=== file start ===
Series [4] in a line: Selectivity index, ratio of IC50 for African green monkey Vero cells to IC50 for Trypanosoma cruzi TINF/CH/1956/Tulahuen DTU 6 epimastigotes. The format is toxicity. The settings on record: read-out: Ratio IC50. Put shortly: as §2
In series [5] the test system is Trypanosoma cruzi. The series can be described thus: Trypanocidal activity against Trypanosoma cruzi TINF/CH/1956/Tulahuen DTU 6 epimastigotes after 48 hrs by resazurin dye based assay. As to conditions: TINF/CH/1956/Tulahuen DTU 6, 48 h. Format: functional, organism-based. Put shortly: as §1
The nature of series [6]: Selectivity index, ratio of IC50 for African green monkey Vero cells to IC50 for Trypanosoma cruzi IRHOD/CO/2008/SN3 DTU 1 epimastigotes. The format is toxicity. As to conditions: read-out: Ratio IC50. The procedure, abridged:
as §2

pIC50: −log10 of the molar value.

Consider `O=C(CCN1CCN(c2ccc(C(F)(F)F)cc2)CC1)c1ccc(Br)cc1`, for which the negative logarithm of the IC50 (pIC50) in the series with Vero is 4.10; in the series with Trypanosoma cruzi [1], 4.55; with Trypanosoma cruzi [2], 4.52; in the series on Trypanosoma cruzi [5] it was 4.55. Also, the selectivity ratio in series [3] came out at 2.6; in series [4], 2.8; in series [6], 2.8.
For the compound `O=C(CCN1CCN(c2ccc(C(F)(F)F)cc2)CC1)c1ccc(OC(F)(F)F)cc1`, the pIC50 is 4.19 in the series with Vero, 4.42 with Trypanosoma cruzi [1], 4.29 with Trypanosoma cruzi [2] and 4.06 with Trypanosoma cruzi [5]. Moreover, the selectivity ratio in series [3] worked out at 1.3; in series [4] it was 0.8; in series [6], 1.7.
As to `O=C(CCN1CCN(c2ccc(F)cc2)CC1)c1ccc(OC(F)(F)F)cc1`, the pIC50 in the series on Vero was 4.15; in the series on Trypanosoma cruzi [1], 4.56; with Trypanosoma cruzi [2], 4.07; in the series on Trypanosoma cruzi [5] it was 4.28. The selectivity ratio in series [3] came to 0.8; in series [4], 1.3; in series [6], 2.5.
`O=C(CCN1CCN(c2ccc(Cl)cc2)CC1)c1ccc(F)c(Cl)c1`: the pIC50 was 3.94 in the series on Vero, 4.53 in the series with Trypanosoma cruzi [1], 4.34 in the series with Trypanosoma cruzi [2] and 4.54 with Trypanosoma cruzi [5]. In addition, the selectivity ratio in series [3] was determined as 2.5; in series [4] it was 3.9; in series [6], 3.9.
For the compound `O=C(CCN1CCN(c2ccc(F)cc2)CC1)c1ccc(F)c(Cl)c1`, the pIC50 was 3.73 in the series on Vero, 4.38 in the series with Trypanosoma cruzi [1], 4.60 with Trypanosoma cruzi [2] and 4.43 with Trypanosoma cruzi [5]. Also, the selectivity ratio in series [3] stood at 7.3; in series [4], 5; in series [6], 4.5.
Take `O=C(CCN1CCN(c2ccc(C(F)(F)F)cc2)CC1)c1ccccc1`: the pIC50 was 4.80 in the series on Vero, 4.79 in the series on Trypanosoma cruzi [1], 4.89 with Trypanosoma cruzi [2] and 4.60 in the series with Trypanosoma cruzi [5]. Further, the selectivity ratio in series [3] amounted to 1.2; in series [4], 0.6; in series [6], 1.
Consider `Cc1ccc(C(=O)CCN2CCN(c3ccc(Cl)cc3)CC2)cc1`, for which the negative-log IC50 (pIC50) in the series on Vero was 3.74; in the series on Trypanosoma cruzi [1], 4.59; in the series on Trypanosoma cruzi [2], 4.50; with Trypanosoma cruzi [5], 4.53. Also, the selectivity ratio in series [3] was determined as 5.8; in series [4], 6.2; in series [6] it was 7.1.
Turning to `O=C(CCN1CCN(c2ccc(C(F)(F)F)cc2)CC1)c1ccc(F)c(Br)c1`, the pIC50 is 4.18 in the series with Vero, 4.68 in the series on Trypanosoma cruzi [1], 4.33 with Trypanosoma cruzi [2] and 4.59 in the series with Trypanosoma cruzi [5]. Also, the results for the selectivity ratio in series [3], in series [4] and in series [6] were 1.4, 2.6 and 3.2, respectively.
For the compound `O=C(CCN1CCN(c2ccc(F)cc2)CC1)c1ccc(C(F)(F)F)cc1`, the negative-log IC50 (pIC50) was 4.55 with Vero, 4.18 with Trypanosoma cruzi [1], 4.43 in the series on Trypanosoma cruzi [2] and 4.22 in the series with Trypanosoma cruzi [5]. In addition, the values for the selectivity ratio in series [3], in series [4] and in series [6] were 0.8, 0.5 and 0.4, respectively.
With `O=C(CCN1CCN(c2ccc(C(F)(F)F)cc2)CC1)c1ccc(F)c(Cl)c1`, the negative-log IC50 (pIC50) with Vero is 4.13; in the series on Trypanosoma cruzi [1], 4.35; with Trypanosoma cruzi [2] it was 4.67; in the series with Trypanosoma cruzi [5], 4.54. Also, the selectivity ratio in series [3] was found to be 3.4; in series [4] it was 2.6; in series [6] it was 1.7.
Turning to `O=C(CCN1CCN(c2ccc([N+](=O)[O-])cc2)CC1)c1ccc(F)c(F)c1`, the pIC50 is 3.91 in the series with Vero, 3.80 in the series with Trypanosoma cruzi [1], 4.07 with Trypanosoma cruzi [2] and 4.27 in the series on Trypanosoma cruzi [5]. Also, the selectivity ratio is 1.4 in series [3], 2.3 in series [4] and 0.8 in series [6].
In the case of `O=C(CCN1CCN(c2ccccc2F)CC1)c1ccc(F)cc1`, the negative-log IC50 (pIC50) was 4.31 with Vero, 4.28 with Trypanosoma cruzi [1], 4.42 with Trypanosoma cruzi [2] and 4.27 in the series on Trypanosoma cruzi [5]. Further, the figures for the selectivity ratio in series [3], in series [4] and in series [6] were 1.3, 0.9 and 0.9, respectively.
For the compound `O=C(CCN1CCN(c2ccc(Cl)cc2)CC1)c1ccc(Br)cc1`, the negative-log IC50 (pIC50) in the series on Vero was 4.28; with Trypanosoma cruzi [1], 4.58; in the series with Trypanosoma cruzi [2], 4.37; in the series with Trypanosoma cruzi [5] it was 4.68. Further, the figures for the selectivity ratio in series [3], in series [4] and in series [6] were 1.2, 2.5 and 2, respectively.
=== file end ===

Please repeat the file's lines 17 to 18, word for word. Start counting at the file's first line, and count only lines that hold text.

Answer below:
In the case of `O=C(CCN1CCN(c2ccccc2F)CC1)c1ccc(F)cc1`, the negative-log IC50 (pIC50) was 4.31 with Vero, 4.28 with Trypanosoma cruzi [1], 4.42 with Trypanosoma cruzi [2] and 4.27 in the series on Trypanosoma cruzi [5]. Further, the figures for the selectivity ratio in series [3], in series [4] and in series [6] were 1.3, 0.9 and 0.9, respectively.
For the compound `O=C(CCN1CCN(c2ccc(Cl)cc2)CC1)c1ccc(Br)cc1`, the negative-log IC50 (pIC50) in the series on Vero was 4.28; with Trypanosoma cruzi [1], 4.58; in the series with Trypanosoma cruzi [2], 4.37; in the series with Trypanosoma cruzi [5] it was 4.68. Further, the figures for the selectivity ratio in series [3], in series [4] and in series [6] were 1.2, 2.5 and 2, respectively.